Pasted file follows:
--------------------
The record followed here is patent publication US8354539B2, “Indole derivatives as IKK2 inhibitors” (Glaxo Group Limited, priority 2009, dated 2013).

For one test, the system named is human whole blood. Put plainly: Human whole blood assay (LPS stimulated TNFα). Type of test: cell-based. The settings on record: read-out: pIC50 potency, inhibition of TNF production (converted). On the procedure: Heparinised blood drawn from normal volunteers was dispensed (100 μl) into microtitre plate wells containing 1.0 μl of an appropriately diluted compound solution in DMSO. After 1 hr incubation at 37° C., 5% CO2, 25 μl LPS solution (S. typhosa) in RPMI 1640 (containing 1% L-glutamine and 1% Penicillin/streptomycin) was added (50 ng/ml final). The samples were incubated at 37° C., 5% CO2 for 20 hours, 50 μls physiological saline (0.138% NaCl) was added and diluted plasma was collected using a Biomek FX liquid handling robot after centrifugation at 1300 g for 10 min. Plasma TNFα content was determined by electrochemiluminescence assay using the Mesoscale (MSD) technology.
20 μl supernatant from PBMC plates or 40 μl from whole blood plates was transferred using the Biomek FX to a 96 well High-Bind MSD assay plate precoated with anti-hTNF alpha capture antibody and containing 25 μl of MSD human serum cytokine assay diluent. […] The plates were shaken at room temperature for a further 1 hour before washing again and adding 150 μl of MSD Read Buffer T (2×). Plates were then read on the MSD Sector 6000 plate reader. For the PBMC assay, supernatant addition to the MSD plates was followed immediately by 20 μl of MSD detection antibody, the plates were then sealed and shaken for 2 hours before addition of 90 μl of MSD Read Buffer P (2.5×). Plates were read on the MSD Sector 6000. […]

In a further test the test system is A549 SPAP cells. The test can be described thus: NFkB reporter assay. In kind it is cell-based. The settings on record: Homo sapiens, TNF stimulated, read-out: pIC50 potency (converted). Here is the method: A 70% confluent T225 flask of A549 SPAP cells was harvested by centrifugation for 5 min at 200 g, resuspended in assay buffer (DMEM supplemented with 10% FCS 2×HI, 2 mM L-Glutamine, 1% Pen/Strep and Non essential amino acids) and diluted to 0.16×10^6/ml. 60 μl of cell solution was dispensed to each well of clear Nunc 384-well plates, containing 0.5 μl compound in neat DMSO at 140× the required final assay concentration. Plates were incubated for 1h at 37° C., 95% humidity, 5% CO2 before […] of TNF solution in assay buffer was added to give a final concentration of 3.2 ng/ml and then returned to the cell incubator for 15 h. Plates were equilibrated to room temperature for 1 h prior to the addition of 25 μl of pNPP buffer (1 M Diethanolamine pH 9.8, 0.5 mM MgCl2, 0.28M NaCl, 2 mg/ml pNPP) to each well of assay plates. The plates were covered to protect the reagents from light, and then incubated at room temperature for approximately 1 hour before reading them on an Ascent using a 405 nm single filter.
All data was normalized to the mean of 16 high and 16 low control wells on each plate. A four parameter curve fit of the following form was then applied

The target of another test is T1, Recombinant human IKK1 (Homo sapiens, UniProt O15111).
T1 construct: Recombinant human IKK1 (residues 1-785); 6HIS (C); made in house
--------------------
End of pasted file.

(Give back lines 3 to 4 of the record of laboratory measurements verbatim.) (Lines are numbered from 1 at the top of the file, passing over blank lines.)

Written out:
20 μl supernatant from PBMC plates or 40 μl from whole blood plates was transferred using the Biomek FX to a 96 well High-Bind MSD assay plate precoated with anti-hTNF alpha capture antibody and containing 25 μl of MSD human serum cytokine assay diluent. […] The plates were shaken at room temperature for a further 1 hour before washing again and adding 150 μl of MSD Read Buffer T (2×). Plates were then read on the MSD Sector 6000 plate reader. For the PBMC assay, supernatant addition to the MSD plates was followed immediately by 20 μl of MSD detection antibody, the plates were then sealed and shaken for 2 hours before addition of 90 μl of MSD Read Buffer P (2.5×). Plates were read on the MSD Sector 6000. […]

In a further test the test system is A549 SPAP cells. The test can be described thus: NFkB reporter assay. In kind it is cell-based. The settings on record: Homo sapiens, TNF stimulated, read-out: pIC50 potency (converted). Here is the method: A 70% confluent T225 flask of A549 SPAP cells was harvested by centrifugation for 5 min at 200 g, resuspended in assay buffer (DMEM supplemented with 10% FCS 2×HI, 2 mM L-Glutamine, 1% Pen/Strep and Non essential amino acids) and diluted to 0.16×10^6/ml. 60 μl of cell solution was dispensed to each well of clear Nunc 384-well plates, containing 0.5 μl compound in neat DMSO at 140× the required final assay concentration. Plates were incubated for 1h at 37° C., 95% humidity, 5% CO2 before […] of TNF solution in assay buffer was added to give a final concentration of 3.2 ng/ml and then returned to the cell incubator for 15 h. Plates were equilibrated to room temperature for 1 h prior to the addition of 25 μl of pNPP buffer (1 M Diethanolamine pH 9.8, 0.5 mM MgCl2, 0.28M NaCl, 2 mg/ml pNPP) to each well of assay plates. The plates were covered to protect the reagents from light, and then incubated at room temperature for approximately 1 hour before reading them on an Ascent using a 405 nm single filter.